- Search The Registry
- Teacher’s Forum
- Street Team Youth Programs
- About Us
- Creating Support
- My Account
*Jonathan Daniels was born on this date in 1939. He was a white-American Episcopal seminarian and civil rights, activist.
Jonathan Myrick Daniels was born in Keene, New Hampshire; he was the son of Phillip Brock Daniels, a Congregationalist physician, and his wife, Constance Weaver. Daniels considered a career in ministry as early as high school and joined the Episcopal Church as a young man. He attended local schools before graduating from the Virginia Military Institute. He began to question his religious faith during his sophomore year, possibly because his father died and his sister Emily suffered an extended illness simultaneously. He graduated as valedictorian of his class.
In 1961, Daniels entered Harvard University to study English Literature. In 1962, during an Easter service at the Church of the Advent in Boston, Daniels felt a renewed conviction that he was being called to serve God. Soon after, he decided to pursue ordination. After working out of family financial problems, he applied and was accepted to the Episcopal Theological School in Cambridge, Massachusetts, starting his studies in 1963 and expecting to graduate in 1966.
In March 1965, Daniels answered the call of Dr. Martin Luther King Jr., who recruited students and clergy to join the movement in Selma, Alabama, to take part in the march for voting rights from Selma to the state capital of Montgomery. Daniels and several other seminary students left for Alabama on a Thursday, intending to stay the weekend. After Daniels and their friend Judith Upham missed the bus home, they had second thoughts about their short stay.
The two returned to the seminary just long enough to request permission to spend the rest of the semester working in Selma, where they would also study on their own and return at the end of the term to take exams. In Selma, Daniels stayed with a local African American family. During the next months, Daniels worked to integrate the local Episcopal Church by taking groups of young Blacks to the church. The church members were not welcoming. Daniels returned to the seminary to take his semester exams and passed.
He returned to Alabama in July to continue his work. He helped assemble a list of federal, state, and local agencies that could provide assistance for those in need. He also tutored children, helped poor locals apply for aid, and worked to register voters. That summer of 1965, Congress passed the Voting Rights Act. On August 14, 1965, Daniels was one of a group of 29 protesters, including members of the Student Nonviolent Coordinating Committee (SNCC), who went to Fort Deposit, Alabama, to picket its whites-only stores. All protesters were arrested and taken to jail in the nearby town of Hayneville. The police released five juvenile protesters the next day. The rest of the group was held for six days; they refused to accept bail unless everyone was bailed.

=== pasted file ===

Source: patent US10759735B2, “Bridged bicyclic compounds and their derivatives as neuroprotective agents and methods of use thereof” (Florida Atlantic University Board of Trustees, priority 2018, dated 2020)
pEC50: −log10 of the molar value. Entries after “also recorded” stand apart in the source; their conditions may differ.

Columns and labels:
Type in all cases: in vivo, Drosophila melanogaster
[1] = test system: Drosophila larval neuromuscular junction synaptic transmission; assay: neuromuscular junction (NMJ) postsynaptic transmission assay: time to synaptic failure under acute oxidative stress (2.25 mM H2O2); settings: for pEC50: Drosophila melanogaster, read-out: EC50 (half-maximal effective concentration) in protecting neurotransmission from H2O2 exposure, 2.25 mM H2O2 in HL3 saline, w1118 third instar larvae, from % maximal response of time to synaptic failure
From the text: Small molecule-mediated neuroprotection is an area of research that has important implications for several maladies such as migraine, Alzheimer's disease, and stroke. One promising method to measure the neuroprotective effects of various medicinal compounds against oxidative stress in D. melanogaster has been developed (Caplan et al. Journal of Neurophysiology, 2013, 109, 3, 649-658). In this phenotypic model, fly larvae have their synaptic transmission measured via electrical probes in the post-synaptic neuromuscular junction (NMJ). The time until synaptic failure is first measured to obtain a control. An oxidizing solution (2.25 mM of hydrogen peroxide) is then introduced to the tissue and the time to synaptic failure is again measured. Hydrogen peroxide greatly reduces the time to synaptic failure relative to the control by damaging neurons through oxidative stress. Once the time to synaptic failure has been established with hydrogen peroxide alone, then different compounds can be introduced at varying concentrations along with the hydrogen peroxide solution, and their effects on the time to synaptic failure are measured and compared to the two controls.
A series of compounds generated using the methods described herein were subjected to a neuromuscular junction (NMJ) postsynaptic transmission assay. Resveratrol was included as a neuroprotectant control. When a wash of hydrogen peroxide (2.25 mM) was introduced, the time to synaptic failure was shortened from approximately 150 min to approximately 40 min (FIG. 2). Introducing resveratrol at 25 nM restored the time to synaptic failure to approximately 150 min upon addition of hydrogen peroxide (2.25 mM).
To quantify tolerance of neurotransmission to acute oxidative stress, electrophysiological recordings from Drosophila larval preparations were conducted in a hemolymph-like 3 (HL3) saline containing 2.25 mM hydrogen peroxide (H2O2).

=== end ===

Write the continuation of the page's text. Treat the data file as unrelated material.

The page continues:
On August 20, 1965, the prisoners were released without transport back to Fort Deposit. After release, the group waited near the courthouse jail while one of their members called for transport. Daniels, with three others, Father Richard F. Morrisroe (a white Catholic priest), and two black female activists walked to buy a cold soft drink at nearby Varner's Cash Store, one of the few local places to serve Blacks. But barring the front was Tom L. Coleman, an unpaid special deputy holding a shotgun with a pistol in a holster. Coleman threatened the group and leveled his gun at seventeen-year-old Ruby Sales. Daniels pushed Sales down, catching the full blast of the shotgun, and was killed instantly. Morrisroe grabbed activist Joyce Bailey and ran with her. Coleman shot Morrisroe, severely wounding him in the lower back, and then stopped firing. Upon learning of Daniels' murder, Martin Luther King, Jr. stated, "one of the most heroic Christian deeds of which I have heard in my entire ministry was performed by Jonathan Daniels."
His death generated further support for the Civil Rights Movement. In 1991 Daniels was designated as a martyr in the Episcopal Church and is recognized annually. He is memorialized in the Civil Rights Movement and other venues. A grand jury indicted Coleman for manslaughter. Richmond Flowers, Sr., the Attorney General of Alabama, believed the charge should have been a murder and intervened in the prosecution, but was thwarted by the trial judge. He refused to wait until Morrisroe had recovered enough to testify and removed Flowers from the case. Coleman claimed self-defense and was acquitted of manslaughter charges by an all-white jury. Coleman continued working as an engineer for the state highway department. He died in 1997 without having faced further prosecution.
The murder of a white seminarian/activist defending an unarmed teenage girl shocked members of the Episcopal Church and other whites into facing the reality of racial inequality in America. Other members worked to continue the civil rights movement and work for social justice. Ruby Sales went on to attend Episcopal Theological School (now Episcopal Divinity School). She works as a human rights advocate in Washington, D.C., and founded an inner-city mission dedicated to Daniels.